This Ruger model P85 was manufactured in September of 1989 according to the company records. It is a self-loading, recoil operated, semi-automatic pistol that is chambered for the .9mm Parabellum cartridge. The pistol has been designed to operate as either a double or single action firearm that utilizes an external hammer. The frame has a greyish black hard coat aluminum finish while the slide has been sand blasted for a matte black finish. The Patridge type 3 dot sighting system includes a blade front sight and a square notch rear sight that is drift adjustable for windage only. This P85 is fed by a staggered column after-market 18 round detachable box magazine. The original staggered column factory magazines came in two sizes and could hold either 10 or 15 rounds. On both sides of the pistol there is a push button magazine release located at the rear base of the trigger guard. The pistol also features an ambidextrous thumb safety located above each grip which also acts as a firing pin block and a decocking lever. The pistol came from the factory with a 4 1/2 inch barrel with 6 grooves and a right hand twist making one turn in 10 inches. The pistol has a total length of 7 3/4 inches and an unloaded weight of 32 ounces. This firearm incorporates a slide hold open mechanism to inform the operator that the last round has been fired. The rubber wrap around grips seen on this pistol are not original and were manufactured by Hogue. The grips on the P85 are set into the frame which will aid users with smaller hands to maintain a proper grip. The original grips were a molded General Electric Xenoy high impact plastic material.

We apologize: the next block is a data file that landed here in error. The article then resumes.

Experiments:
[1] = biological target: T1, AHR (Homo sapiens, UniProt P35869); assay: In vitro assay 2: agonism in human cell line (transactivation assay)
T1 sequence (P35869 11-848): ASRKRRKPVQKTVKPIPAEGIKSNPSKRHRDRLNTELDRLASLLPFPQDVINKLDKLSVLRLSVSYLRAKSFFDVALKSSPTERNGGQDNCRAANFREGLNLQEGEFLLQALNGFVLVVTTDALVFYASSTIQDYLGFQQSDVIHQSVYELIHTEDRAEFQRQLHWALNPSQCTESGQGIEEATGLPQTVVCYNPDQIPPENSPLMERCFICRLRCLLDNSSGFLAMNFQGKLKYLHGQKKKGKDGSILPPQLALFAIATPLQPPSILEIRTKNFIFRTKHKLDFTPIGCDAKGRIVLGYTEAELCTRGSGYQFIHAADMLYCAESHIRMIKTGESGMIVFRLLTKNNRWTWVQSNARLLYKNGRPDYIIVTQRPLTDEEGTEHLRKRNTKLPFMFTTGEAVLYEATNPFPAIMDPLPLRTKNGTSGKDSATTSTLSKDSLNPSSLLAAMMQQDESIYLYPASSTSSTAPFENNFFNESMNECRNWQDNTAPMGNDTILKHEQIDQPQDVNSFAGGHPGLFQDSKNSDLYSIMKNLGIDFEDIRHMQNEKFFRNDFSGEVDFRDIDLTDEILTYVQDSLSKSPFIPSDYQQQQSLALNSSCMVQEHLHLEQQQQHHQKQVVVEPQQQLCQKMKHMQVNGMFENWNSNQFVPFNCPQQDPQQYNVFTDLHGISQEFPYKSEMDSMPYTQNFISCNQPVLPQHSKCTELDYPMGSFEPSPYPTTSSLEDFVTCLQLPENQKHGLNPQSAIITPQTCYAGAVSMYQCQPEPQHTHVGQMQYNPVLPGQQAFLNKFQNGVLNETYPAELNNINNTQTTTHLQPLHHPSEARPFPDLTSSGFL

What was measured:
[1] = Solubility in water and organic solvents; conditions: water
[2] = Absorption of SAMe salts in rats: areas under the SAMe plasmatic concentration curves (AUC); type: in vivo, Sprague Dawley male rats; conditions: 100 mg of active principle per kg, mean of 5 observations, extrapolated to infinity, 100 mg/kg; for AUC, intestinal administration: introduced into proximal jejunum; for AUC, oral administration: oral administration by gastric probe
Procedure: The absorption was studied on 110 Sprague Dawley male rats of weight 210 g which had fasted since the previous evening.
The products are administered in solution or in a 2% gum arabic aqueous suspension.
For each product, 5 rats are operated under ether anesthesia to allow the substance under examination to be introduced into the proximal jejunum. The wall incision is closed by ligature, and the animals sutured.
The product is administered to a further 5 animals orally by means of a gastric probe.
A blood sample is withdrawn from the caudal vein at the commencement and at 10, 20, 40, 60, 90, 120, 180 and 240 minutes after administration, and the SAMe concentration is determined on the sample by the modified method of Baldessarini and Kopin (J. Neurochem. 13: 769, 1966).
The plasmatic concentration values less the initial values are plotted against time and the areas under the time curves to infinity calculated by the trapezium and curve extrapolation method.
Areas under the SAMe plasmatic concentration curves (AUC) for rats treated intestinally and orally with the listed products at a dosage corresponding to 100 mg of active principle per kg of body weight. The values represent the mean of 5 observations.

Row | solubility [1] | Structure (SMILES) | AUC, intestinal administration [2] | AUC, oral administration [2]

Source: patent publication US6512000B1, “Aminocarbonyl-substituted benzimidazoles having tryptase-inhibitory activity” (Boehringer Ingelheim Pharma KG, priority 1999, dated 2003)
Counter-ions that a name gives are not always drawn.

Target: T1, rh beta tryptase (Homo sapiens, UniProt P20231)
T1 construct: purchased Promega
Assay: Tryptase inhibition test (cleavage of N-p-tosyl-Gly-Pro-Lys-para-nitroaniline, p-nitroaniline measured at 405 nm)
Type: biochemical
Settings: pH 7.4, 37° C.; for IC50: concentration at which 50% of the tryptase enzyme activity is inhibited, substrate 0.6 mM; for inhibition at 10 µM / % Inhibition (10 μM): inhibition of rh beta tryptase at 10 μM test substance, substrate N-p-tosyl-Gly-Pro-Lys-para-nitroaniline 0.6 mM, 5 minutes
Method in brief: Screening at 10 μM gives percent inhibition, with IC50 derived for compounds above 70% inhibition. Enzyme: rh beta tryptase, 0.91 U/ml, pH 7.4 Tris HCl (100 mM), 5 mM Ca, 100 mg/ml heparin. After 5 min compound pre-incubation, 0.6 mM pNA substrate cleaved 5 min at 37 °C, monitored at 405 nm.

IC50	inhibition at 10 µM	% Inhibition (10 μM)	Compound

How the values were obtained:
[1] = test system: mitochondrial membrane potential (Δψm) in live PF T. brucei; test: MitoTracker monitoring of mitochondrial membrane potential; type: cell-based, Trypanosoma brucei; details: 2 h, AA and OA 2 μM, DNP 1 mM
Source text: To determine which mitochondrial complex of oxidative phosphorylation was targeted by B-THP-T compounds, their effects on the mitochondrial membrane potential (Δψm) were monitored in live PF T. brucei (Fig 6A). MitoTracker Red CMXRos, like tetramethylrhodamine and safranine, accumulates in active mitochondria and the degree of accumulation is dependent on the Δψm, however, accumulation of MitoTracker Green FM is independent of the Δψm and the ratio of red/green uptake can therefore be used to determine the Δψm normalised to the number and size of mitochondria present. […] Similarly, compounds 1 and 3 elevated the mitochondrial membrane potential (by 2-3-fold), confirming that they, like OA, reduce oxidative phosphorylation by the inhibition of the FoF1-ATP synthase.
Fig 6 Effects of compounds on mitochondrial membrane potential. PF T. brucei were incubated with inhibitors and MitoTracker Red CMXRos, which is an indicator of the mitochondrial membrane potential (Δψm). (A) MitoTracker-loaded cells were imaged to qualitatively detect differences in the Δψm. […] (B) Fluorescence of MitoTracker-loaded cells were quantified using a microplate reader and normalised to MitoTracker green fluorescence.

The Sturm, Ruger company developed the P85 in 1985 but the pistols did not reach the market until December of 1987. In 1987 the company produced slightly over 2,100 pistols, in 1988 the total grew to 30,500 and by 1989, the same year as the pistol on this web page was made, the total had grown to 85,300 pistols. The P85 was the first in what has become a long line in P series pistol designs made by the Ruger company. The P85 used an investment cast, also known as lost wax cast aluminum frame, and made extensive use of cast parts as well as Ruger's proprietary alloys. Just about all of the internal parts, including the barrel, were made from stainless steel. The slide and ejector were made from carbon steel though. All of the P series pistols developed through the P97(1997) would be named for the year in which development was completed.
The P85 Mark II is essentially the same pistol but with a new safety installed, larger safety levers and improved accuracy. It was discovered in 1990 that on the original P85, if the firing pin broke in front of the firing pin block, and a shooter applied the decocker which drops the hammer, it could actually transfer enough energy to the broken firing pin to cause an accidental discharge. The P85 pistols made between 1987 and 1990 were recalled so that a new safety could be installed that prevented any contact between the firing pin and hammer during a decocking operation. The pistol on this page has not had this modification done. If your pistol is not a MK II and was made between 1987 and 1990, and does not have the letter "MKIIR" stamped on the manual safety, then it has not been modified and an accidental discharge could occur. Ruger will fix this problem free of charge. The only cost will be in shipping the pistol to Ruger. They will help compensate for that shipping charge by returning the pistol with an additional magazine. Give them a call at 928-778-6555 to see if your pistol is in need of this repair.